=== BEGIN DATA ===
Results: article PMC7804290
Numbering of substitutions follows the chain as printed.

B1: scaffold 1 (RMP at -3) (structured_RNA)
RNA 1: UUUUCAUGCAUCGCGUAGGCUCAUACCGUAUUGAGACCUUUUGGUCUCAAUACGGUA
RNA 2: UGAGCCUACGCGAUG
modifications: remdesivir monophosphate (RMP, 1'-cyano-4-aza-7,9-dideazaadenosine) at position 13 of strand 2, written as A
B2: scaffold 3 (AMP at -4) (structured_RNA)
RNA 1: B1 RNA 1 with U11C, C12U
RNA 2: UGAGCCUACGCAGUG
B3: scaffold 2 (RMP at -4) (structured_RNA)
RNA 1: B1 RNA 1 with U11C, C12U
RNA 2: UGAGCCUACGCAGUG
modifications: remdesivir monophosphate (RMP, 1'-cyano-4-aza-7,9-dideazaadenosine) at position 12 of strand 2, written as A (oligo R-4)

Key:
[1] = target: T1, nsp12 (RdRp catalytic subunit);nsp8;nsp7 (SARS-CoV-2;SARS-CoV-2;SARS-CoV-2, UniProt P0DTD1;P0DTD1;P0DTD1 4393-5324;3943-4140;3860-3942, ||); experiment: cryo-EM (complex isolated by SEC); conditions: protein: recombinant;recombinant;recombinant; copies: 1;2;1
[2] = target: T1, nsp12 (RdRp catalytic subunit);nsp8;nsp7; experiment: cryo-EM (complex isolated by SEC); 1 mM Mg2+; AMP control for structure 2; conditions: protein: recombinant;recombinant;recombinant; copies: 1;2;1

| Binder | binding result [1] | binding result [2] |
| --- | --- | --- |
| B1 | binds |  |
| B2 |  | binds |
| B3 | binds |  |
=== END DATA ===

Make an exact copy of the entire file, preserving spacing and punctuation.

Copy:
Results: article PMC7804290
Numbering of substitutions follows the chain as printed.

B1: scaffold 1 (RMP at -3) (structured_RNA)
RNA 1: UUUUCAUGCAUCGCGUAGGCUCAUACCGUAUUGAGACCUUUUGGUCUCAAUACGGUA
RNA 2: UGAGCCUACGCGAUG
modifications: remdesivir monophosphate (RMP, 1'-cyano-4-aza-7,9-dideazaadenosine) at position 13 of strand 2, written as A
B2: scaffold 3 (AMP at -4) (structured_RNA)
RNA 1: B1 RNA 1 with U11C, C12U
RNA 2: UGAGCCUACGCAGUG
B3: scaffold 2 (RMP at -4) (structured_RNA)
RNA 1: B1 RNA 1 with U11C, C12U
RNA 2: UGAGCCUACGCAGUG
modifications: remdesivir monophosphate (RMP, 1'-cyano-4-aza-7,9-dideazaadenosine) at position 12 of strand 2, written as A (oligo R-4)

Key:
[1] = target: T1, nsp12 (RdRp catalytic subunit);nsp8;nsp7 (SARS-CoV-2;SARS-CoV-2;SARS-CoV-2, UniProt P0DTD1;P0DTD1;P0DTD1 4393-5324;3943-4140;3860-3942, ||); experiment: cryo-EM (complex isolated by SEC); conditions: protein: recombinant;recombinant;recombinant; copies: 1;2;1
[2] = target: T1, nsp12 (RdRp catalytic subunit);nsp8;nsp7; experiment: cryo-EM (complex isolated by SEC); 1 mM Mg2+; AMP control for structure 2; conditions: protein: recombinant;recombinant;recombinant; copies: 1;2;1

| Binder | binding result [1] | binding result [2] |
| --- | --- | --- |
| B1 | binds |  |
| B2 |  | binds |
| B3 | binds |  |